ISSN: 2657-800X

Susanna and the old men (judges) according to Schulz

The story of Susanna and the two lustful old men (judges) described in the Bible, in Chapter 13 of the Book of Daniel, is very often referred to in the history of advocacy and justice, and by the fact that it has inspired artists for centuries has had a significant impact on modern culture. One of the many artists inspired by the story was Bruno Schulz (1892-1942), an outstanding novelist, graphic artist, illustrator and painter, who was shot eighty years ago, on November 19, 1942, in his hometown (Drohobycz) by a German officer.

Susanna was a beautiful woman married to Joakim. "Joakim was very rich and he had a garden near his house. The Jews had recourse to him often because he was the most respected of them all. That year, two elders of the people were appointed judges, of whom the Lord said, “Lawlessness has come out of Babylon, that is, from the elders who were to govern the people as judges.” (Dan. 13:4-6). Both of them looked at the strolling Susanna. Both also became enamored with her. One day they sneaked into the garden where Susanna was taking a bath. While she sent servants to fetch oils, the old judges approached Susanna and said: "Behold, the door of the garden is closed and no one sees us, but we desire you. Therefore agree to commune with us! Otherwise we will testify against you that there was a youth with you, and therefore you sent the girls away from you" (Dan. 13:20-21).

Susanna decided that she would rather innocently give her life than sin against God. The next day, the judges accused Susanna in her presence before the people of having intercourse with a young man who fled after he noticed them. The congregation gave credence to the judges. The punishment for adultery could then be only one - death by stoning. Then Susanna cried out with a loud voice to God: "Eternal God, who knows what is hidden and knows everything before it happens. You know that they have made a false accusation against me. Behold, I am dying, although I have done none of what they maliciously blame me for." God responded during the escorting of Susanna to execution with the mouth of the young man Daniel, who cried out "I am clean from her blood." The alarmed people, responding to the call uttered by Daniel, returned to the place of judgment, and there Daniel, in front of the people and the elders, carried out the proof that the two elder judges, who, according to the story, already had many unjust sentences to their credit, had falsely blamed Susanna. Namely, he summoned them individually before the assembly and asked them under what tree they had seen communing with each other.  The first answered that "under a lentisk," the second that "under an oak tree." They were proven to be lying.  The wrongful judges were sentenced to death according to the Law of Moses. This story, dating back to the time of the Babylonian captivity, has for centuries reinforced the belief that God is a just judge.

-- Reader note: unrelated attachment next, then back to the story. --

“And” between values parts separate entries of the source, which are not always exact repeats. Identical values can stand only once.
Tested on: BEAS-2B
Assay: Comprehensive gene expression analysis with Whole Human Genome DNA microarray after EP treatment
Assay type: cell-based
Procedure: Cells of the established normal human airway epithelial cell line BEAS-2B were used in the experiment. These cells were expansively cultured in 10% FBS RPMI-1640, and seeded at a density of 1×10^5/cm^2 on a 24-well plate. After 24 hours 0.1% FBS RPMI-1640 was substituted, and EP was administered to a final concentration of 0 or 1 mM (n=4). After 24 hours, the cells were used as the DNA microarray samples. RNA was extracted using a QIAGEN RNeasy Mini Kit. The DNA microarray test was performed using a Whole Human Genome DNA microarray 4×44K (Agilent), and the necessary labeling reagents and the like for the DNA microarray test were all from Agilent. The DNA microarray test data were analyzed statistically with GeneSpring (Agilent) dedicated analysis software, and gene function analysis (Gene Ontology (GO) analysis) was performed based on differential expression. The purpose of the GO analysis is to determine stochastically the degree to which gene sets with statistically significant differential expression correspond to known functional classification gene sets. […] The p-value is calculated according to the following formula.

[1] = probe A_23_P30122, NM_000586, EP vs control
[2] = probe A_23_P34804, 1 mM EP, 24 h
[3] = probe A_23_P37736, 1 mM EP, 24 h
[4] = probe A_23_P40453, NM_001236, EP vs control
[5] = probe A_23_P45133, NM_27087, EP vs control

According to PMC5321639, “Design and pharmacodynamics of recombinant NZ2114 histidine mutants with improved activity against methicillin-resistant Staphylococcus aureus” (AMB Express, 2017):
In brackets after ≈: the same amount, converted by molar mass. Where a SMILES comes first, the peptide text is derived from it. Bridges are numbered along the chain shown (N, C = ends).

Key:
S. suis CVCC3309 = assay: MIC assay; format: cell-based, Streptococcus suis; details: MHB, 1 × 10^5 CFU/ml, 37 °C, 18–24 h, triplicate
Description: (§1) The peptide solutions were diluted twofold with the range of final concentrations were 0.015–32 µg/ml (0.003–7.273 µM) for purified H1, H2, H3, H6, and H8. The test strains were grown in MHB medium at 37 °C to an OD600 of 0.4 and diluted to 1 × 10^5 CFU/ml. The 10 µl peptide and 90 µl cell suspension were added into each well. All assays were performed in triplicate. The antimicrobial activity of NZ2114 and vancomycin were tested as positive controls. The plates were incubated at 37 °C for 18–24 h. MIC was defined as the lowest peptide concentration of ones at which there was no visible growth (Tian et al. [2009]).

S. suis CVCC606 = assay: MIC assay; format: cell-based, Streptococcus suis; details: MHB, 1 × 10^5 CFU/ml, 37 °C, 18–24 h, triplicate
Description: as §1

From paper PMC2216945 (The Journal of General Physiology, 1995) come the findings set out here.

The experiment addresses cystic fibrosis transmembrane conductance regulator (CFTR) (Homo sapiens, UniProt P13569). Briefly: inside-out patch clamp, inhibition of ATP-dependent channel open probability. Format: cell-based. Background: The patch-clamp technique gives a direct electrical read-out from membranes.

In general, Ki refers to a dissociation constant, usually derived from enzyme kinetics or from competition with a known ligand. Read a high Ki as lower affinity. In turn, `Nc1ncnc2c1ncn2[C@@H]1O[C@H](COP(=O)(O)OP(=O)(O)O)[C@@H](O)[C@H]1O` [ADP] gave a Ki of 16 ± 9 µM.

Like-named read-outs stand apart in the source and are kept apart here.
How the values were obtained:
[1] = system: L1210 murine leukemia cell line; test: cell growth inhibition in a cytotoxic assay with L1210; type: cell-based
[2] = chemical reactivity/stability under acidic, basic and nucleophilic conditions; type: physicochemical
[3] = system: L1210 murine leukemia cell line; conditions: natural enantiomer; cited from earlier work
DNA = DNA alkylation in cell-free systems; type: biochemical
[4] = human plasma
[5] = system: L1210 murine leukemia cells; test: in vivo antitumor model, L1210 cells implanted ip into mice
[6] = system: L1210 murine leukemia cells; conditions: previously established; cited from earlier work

Bruno Schulz's drawing on the 4th page of the cover, inspired by the story of the beautiful Susanna, was created in the series X Book of the Idol between 1920 and 1921. It is a print prepared using the liché-verre technique on paper, measuring 23.5 x 17.5 cm. The entire series is a tribute of man - an inferior being - to woman - a superior and commanding being. In all the prints the central figure is a woman or women, including twice the biblical Susanna. The men are most often hunched over, deformed, at the feet of the woman(s), worshipping her and - as a rule - accepting this, ceremonial bowing before the deity, so to speak, as Jerzy Ficowski wrote. Many times one of these men is Schulz himself. We also see him in the illustration Susanna and the Old Men. The old men/judges are above Susanna, confident, brash, contrasting with the naked innocence of the woman, but at her feet are other men, worshipping her, worshiping her - including the author.